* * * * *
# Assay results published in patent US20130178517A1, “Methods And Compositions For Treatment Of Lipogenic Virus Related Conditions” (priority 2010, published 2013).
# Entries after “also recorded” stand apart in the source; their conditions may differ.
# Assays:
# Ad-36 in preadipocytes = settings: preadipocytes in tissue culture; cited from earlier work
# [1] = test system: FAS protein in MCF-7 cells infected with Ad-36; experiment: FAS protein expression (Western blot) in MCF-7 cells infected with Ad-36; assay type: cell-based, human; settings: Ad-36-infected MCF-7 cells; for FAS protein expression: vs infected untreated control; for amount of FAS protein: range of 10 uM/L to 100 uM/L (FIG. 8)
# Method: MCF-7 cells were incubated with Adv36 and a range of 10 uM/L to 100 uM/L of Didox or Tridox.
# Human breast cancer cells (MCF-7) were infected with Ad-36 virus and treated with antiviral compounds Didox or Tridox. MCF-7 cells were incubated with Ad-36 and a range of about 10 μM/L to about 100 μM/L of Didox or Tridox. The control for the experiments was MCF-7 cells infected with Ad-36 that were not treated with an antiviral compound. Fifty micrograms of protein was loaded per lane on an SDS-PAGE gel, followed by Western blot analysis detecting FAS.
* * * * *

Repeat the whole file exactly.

# Assay results published in patent US20130178517A1, “Methods And Compositions For Treatment Of Lipogenic Virus Related Conditions” (priority 2010, published 2013).
# Entries after “also recorded” stand apart in the source; their conditions may differ.
# Assays:
# Ad-36 in preadipocytes = settings: preadipocytes in tissue culture; cited from earlier work
# [1] = test system: FAS protein in MCF-7 cells infected with Ad-36; experiment: FAS protein expression (Western blot) in MCF-7 cells infected with Ad-36; assay type: cell-based, human; settings: Ad-36-infected MCF-7 cells; for FAS protein expression: vs infected untreated control; for amount of FAS protein: range of 10 uM/L to 100 uM/L (FIG. 8)
# Method: MCF-7 cells were incubated with Adv36 and a range of 10 uM/L to 100 uM/L of Didox or Tridox.
# Human breast cancer cells (MCF-7) were infected with Ad-36 virus and treated with antiviral compounds Didox or Tridox. MCF-7 cells were incubated with Ad-36 and a range of about 10 μM/L to about 100 μM/L of Didox or Tridox. The control for the experiments was MCF-7 cells infected with Ad-36 that were not treated with an antiviral compound. Fifty micrograms of protein was loaded per lane on an SDS-PAGE gel, followed by Western blot analysis detecting FAS.